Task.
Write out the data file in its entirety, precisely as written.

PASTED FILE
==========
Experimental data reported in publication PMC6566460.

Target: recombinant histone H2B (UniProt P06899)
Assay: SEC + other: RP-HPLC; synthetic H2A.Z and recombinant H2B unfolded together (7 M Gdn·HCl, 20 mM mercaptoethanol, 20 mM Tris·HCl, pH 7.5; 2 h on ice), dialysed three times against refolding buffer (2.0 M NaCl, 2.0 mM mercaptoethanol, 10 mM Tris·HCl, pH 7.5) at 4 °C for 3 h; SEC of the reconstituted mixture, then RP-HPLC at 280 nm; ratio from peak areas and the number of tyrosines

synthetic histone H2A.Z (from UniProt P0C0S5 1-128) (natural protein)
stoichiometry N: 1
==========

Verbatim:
Experimental data reported in publication PMC6566460.

Target: recombinant histone H2B (UniProt P06899)
Assay: SEC + other: RP-HPLC; synthetic H2A.Z and recombinant H2B unfolded together (7 M Gdn·HCl, 20 mM mercaptoethanol, 20 mM Tris·HCl, pH 7.5; 2 h on ice), dialysed three times against refolding buffer (2.0 M NaCl, 2.0 mM mercaptoethanol, 10 mM Tris·HCl, pH 7.5) at 4 °C for 3 h; SEC of the reconstituted mixture, then RP-HPLC at 280 nm; ratio from peak areas and the number of tyrosines

synthetic histone H2A.Z (from UniProt P0C0S5 1-128) (natural protein)
stoichiometry N: 1